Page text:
How to Remove Clear Coat From Headlights

How to Remove Clear Coat From Headlights

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Headlights don’t have a clear coat on them from the factory, but it is sometimes applied to protect the headlights. In most cases, the clear coat eventually becomes dull, yellow or flakey and causes more problems than the original dirty headlights. Remove clear coat from headlights to restore them to their original clarity. Once it has been removed, you can use a plastic sealer to protect the headlights from UV rays and oxidation. This can keep them more clear than a layer of clear coat.


Step 1

Place several strips of masking tape on the painted surfaces surrounding the headlights to protect the paint — these include the edges along the hood, fenders and front bumper cover that are painted. Any sections of the chrome trim should also be protected.

Step 2

Sand the headlights using 800-grit sandpaper to remove the old clear coat. Hold the sandpaper flat on the surface and sand the entire headlight evenly. Keep the sandpaper wet with water to prevent buildup from scratching the headlights.

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Step 3

Go over the headlights again using 1000-grit sandpaper and water, in the same way as when using the 800-grit paper. This smooths the scratches made by the previous sandpaper and removes any remaining clear coat.

Step 4

Sand the headlights once again using 2000-grit sandpaper and water to completely smooth the headlights. The headlights should look dull and cloudy, but there should be no more clear coat on them. Rinse the headlights and allow them to dry completely.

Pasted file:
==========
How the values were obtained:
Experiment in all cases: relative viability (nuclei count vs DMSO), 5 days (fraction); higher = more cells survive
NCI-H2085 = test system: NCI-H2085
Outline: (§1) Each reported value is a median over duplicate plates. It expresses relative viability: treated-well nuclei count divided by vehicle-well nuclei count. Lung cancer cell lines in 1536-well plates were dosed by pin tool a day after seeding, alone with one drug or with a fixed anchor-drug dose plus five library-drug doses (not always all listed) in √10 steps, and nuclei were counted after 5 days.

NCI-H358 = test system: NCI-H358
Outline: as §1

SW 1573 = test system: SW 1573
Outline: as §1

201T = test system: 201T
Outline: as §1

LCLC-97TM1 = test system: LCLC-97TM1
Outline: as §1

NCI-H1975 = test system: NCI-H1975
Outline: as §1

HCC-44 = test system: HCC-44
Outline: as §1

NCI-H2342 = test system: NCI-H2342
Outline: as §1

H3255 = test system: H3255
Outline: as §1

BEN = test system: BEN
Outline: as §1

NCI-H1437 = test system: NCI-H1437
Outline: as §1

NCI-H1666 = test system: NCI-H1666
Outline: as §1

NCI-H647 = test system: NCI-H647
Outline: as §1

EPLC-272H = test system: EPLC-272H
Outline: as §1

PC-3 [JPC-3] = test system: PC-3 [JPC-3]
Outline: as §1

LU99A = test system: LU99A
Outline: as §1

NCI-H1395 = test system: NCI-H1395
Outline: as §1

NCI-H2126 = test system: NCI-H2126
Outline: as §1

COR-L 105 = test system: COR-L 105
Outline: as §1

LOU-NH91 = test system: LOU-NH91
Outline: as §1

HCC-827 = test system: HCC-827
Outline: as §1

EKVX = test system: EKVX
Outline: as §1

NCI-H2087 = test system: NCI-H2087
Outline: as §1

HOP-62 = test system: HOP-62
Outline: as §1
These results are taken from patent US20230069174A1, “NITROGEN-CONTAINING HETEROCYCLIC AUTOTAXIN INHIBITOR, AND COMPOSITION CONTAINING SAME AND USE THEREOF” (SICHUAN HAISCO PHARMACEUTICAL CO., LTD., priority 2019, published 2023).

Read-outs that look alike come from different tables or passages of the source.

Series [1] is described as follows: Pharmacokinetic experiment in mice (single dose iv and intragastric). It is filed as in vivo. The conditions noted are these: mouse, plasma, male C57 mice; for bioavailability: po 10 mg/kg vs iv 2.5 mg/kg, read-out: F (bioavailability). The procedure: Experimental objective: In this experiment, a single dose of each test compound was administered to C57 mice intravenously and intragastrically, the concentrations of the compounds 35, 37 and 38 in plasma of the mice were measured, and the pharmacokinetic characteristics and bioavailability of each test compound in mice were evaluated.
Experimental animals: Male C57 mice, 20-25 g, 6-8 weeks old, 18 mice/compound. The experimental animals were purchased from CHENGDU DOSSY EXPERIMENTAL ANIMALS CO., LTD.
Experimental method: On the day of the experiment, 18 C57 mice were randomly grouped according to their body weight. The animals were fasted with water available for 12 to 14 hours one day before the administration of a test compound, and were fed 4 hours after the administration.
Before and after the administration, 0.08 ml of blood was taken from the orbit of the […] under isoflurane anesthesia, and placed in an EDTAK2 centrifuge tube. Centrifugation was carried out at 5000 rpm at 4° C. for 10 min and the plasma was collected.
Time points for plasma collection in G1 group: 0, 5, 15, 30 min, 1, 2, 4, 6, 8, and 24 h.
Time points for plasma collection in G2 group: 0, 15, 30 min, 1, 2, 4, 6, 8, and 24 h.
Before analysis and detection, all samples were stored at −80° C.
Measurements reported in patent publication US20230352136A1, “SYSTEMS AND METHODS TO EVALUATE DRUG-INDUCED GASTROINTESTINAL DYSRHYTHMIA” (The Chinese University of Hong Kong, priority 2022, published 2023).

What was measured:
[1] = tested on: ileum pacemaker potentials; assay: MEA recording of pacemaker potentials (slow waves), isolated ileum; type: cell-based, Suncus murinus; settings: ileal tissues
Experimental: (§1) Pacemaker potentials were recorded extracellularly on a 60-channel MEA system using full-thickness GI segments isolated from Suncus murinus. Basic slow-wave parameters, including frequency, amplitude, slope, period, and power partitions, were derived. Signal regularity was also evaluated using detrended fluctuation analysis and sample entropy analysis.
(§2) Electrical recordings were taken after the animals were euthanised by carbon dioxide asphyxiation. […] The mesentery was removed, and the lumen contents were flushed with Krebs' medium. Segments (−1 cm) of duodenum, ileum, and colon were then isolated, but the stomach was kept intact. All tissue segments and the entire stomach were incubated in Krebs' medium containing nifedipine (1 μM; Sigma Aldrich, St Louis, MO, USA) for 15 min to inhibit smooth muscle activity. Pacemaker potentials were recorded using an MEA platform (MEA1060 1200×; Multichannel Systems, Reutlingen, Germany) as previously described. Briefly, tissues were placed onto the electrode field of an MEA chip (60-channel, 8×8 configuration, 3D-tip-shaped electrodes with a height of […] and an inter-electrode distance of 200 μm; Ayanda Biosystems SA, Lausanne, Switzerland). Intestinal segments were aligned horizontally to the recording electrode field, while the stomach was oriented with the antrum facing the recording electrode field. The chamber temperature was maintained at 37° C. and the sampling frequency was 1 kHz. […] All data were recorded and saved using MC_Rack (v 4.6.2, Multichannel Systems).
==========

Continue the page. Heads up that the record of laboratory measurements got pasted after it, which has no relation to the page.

Step 5

Apply plastic lens cleaner and polish to the headlights, using a clean cotton towel. Work the cleaner in small circles and cover the entire headlight. Repeat this step on each headlight several times for the best results. The headlight should look more clear as each coat is applied and worked into the surface.

Use a microfiber towel to apply a final coat of the plastic lens cleaner and polish to the headlights. This shines the headlight’s surface to make it look like new.

Things You’ll Need

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  • 800-grit sandpaper
  • 1000-grit sandpaper
  • 2000-grit sandpaper
  • Water
  • Masking tape
  • Cotton towels
  • Plastic lens cleaner and polish
  • Microfiber towels

Writer Bio

Since 1997 Jenny Carver has served as editor and freelance writer for many offline and online publications including,, “Hoof Beat News,” “Import Tuner” and others. Carver owns a custom automotive shop where she has been doing paint and body work, custom interior work and engine building for over 11 years.

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